Ontology: Concepts, Languages, and the World(s)

invited talk by Jari Palomäki


Tampere University of Technology/Pori
Department of Information Technology
Pohjoisranta, P.O.Box 300, FI-28101 Pori, Finland
jari.palomaki ( at ) tut.fi

Jari Palomäki is a Docent in theoretical philosophy at the University of Tampere and at the Technical University of Tampere. He has studied philosophy and mathematics at the University of Turku, and has made his doctoral dissertation about concepts and concept theory at the University of Tampere in 1994. Since then he has done research on the philosophical foundations of conceptual modelling and has been a visiting researcher e.g. at the Technical University of Denmark, Czech Academy of Sciences, and the University of Toulouse. He has also worked at the Department of Information Technology at Massey University, Wellington, New Zealand. Presently he works as a Senior Researcher at the Technical University of Tampere/Pori unit.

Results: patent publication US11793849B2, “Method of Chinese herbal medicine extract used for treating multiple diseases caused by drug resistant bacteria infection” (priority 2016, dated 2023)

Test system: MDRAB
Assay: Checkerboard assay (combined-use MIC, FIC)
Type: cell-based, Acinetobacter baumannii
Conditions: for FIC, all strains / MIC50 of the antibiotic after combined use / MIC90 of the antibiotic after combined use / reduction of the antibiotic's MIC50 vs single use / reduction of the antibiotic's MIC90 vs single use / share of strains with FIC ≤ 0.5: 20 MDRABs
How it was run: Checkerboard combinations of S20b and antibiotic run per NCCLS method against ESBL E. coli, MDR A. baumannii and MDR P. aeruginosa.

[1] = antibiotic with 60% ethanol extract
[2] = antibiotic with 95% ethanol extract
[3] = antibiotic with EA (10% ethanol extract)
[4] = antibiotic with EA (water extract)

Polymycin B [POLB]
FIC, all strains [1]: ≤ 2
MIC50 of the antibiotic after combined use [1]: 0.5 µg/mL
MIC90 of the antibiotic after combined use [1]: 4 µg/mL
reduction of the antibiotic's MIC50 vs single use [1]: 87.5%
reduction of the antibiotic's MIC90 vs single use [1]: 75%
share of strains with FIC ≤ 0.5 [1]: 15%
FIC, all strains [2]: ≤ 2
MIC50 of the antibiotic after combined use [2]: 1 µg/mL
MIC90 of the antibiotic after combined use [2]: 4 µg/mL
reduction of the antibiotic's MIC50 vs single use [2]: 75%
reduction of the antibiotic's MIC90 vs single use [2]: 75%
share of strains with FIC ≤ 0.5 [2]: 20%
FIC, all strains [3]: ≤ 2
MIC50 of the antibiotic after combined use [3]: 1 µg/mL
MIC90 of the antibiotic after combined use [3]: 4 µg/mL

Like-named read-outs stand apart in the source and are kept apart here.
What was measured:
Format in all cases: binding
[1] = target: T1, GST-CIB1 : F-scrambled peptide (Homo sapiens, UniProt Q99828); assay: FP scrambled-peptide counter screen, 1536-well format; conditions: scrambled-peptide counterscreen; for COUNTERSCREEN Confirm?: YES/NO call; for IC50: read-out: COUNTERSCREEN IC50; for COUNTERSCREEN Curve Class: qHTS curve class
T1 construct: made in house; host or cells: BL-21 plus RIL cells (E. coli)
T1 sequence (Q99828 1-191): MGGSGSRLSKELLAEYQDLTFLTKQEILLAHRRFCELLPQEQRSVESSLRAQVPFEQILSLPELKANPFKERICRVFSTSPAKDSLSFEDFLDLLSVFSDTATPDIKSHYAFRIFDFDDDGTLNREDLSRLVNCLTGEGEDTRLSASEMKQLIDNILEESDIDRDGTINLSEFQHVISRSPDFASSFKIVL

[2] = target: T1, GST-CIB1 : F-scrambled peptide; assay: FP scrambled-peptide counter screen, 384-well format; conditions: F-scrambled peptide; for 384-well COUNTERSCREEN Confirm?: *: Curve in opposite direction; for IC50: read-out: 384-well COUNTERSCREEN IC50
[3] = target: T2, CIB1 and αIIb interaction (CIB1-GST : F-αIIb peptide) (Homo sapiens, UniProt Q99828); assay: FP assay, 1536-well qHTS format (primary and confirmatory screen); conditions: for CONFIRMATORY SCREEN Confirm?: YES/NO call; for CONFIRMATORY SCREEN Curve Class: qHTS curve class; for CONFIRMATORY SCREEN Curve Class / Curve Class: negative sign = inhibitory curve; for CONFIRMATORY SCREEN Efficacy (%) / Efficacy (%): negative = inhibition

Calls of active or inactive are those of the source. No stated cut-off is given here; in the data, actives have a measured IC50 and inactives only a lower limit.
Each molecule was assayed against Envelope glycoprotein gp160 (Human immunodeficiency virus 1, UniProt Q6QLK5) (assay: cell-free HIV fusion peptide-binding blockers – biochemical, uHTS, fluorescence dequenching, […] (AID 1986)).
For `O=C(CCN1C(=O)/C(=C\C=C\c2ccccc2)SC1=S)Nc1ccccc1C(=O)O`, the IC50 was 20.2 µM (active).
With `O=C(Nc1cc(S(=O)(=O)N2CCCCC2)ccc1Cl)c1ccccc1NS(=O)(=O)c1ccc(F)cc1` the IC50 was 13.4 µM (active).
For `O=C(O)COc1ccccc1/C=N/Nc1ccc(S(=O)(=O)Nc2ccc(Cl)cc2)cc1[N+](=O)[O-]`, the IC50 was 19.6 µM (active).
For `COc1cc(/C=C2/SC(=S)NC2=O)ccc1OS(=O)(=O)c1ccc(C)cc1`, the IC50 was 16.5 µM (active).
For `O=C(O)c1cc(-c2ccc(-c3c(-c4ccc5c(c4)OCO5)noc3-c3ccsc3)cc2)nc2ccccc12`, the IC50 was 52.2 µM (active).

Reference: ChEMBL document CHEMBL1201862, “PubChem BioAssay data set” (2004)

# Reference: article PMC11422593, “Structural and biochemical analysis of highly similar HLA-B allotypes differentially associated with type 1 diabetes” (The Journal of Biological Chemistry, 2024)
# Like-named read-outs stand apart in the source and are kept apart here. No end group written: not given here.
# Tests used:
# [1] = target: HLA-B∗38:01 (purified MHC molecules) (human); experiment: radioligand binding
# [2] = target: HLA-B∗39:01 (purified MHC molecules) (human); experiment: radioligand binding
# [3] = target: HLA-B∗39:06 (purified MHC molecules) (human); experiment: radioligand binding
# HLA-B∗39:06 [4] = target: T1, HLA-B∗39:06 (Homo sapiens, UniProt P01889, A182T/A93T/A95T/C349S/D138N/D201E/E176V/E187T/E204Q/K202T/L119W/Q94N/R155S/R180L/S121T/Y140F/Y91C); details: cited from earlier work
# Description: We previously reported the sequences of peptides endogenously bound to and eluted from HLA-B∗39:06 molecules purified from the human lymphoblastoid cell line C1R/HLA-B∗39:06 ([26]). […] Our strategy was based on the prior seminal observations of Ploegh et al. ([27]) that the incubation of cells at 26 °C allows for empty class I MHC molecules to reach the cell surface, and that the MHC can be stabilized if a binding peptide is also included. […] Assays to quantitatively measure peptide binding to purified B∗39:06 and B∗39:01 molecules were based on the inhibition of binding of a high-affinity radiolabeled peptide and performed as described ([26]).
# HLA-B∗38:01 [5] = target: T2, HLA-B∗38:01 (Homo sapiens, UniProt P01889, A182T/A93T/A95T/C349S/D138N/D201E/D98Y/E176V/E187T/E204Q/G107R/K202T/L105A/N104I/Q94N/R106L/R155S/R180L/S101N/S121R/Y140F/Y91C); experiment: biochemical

Abstract

In the field of information systems the word "ontology" has nowadays at least three different meanings. Firstly it may mean a conceptual model, or a conceptualized knowledge representation. Secondly it may mean a vocabulary or a dictionary containing the basic terms used in conceptualization, i.e., a language. Finally, and in its original philosophical meaning, ontology is a part of metaphysics concerning the universe of discourse and the ultimate building blocks of the world.

For example, the following definition has gained some agreement among the information system community: "An ontology is a formal explicit specification of a shared conceptualization for a domain of interest," (T. R. Gruber: "A Translation Approach to Portable Ontology Specifications,"" Knowledge Acquisition, 5(2), 1993, 199-220). In this definition the word "ontology" means a (formal) language, although the two other possible meanings for ontology are present as well. Moreover, from the philosophical point of view all the three components, i.e. concepts, languages, and the world(s), have different ontological statuses. It is shown how different ontological commitments affect the way we are modeling the world(s) when creating an information system.

Last changed February 18, 2008 13:36 EET by local organizers, balt2008(at)cs.ioc.ee